Bioactive Carboxylic Compound Classes – Pharmaceuticals and Agrochemicals by Lamberth and Dinges :: Three years ago, shortly after the publication of our first book “Bioactive Heterocyclic Compound Classes,” we had been contacted by several readers, but also contributors, who praised the concept of combining all important heterocyclic active ingredient classes with short, educational, similarly structured chapters within one book. This positive feedback encouraged us to apply the same concept also to the second major group of functional groups, which play an important role in pharmaceuticals and agrochemicals. These are, besides the already covered heterocycles, the derivatives of carboxylic acids, which means not only the acids themselves but also their esters, amides, ureas, carbamates, hydrazides, thioesters, and so on.
According to our definition, such a carboxylic compound class is made up of three or more commercialized active ingredients that (i) bear the same carboxyl functionality, means acyclic C==O functions except aldehydes and ketones; (ii) possess the same or at least a similar scaffold and a similar substitution pattern; and (iii) have the same mode of action. To be able to cover the most important carboxylic active ingredient families in medicine and crop protection within one book, we had to focus. Therefore, we declared the following functional groups or compound classes to be “out of scope”: (i) all functional groups based on a C==S motif; (ii) cyclic carboxylic compounds with a C==O group (lactones, lactams, diketopiperazines), as they have been covered already in “Bioactive Heterocyclic Compound Classes”; (iii) sulfonic acid derivatives with a SO2 function; and (iv) peptides and macrocycles.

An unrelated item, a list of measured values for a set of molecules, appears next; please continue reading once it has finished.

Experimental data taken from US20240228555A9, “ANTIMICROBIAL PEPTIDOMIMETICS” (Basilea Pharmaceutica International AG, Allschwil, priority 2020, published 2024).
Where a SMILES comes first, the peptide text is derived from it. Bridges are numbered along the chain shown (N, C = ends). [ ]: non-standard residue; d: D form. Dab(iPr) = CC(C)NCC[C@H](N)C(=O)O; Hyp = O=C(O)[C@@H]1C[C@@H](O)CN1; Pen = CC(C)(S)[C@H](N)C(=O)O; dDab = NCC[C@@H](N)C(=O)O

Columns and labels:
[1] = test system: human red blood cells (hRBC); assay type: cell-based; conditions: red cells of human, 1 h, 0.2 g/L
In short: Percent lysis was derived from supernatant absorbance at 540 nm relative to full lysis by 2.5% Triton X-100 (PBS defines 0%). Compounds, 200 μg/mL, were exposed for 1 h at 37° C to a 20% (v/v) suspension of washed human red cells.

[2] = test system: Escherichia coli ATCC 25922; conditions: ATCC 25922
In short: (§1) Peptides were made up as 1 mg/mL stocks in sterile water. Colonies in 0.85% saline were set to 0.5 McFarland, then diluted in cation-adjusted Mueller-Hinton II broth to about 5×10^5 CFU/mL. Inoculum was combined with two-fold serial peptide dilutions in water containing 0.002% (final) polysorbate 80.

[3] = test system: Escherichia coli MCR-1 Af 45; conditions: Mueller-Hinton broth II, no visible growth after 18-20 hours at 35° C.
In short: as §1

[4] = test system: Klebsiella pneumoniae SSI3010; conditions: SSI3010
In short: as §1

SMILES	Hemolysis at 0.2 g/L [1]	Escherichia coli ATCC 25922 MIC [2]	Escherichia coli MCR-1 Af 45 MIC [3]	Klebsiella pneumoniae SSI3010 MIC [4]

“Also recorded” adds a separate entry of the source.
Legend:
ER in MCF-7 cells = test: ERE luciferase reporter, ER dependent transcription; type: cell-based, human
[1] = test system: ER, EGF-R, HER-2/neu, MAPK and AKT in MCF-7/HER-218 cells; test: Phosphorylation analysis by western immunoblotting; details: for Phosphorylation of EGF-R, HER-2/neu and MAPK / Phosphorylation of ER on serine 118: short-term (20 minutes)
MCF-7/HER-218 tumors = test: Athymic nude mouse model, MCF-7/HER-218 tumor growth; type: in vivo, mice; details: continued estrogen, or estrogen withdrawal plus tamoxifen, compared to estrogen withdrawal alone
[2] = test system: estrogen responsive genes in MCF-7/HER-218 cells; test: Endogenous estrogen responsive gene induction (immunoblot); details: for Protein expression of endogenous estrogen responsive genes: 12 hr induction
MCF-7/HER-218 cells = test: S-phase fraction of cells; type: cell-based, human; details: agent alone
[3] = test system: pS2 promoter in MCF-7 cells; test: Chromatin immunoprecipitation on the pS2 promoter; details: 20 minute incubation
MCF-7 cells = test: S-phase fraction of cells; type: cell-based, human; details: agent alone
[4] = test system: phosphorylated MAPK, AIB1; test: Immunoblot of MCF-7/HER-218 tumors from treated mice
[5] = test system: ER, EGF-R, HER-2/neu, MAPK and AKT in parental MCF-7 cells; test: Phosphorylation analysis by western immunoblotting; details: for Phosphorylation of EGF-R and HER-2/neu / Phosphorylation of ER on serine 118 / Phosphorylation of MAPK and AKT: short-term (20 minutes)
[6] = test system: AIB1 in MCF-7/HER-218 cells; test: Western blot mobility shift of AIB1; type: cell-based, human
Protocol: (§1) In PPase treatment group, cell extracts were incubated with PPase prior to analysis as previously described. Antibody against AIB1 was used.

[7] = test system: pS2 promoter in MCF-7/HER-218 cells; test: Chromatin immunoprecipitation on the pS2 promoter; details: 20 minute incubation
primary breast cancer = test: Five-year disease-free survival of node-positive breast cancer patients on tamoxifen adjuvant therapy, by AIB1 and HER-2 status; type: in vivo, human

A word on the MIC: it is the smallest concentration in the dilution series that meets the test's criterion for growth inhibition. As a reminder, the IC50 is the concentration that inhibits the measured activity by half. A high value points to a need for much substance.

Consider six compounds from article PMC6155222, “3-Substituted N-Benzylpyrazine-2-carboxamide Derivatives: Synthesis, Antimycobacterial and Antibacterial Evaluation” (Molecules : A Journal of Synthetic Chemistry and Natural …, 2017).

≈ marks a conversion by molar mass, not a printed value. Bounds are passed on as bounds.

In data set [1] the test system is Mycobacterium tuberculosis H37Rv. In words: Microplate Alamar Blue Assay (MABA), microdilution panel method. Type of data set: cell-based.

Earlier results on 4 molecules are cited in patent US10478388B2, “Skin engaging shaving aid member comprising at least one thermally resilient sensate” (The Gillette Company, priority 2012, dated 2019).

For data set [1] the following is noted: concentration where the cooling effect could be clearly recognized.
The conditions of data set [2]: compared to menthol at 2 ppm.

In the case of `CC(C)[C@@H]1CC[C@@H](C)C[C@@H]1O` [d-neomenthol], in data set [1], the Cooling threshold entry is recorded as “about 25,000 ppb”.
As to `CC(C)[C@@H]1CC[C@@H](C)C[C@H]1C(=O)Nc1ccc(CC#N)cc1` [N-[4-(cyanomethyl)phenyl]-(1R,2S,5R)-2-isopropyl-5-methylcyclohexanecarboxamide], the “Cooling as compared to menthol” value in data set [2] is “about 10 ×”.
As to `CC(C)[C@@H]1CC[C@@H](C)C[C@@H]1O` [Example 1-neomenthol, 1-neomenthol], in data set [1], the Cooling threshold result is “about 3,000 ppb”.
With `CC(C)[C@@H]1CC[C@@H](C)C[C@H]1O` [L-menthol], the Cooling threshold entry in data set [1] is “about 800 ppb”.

As it was already the case for “Bioactive Heterocyclic Compound Classes,” also the chapters of this book are divided into the same five sections: (i) introduction, (ii) history, (iii) synthesis, (iv) mode of action, and (v) structure–activity relationship. Only the agrochemical chapters possess an additional section “biological activity” to describe the target spectrum of the active ingredients.
Bioactive Carboxylic Compound Classes – Pharmaceuticals and Agrochemicals by Lamberth and Dinges
|Title:||Bioactive Carboxylic Compound Classes – Pharmaceuticals and Agrochemicals|
|Publisher:||Wiley – VCH|
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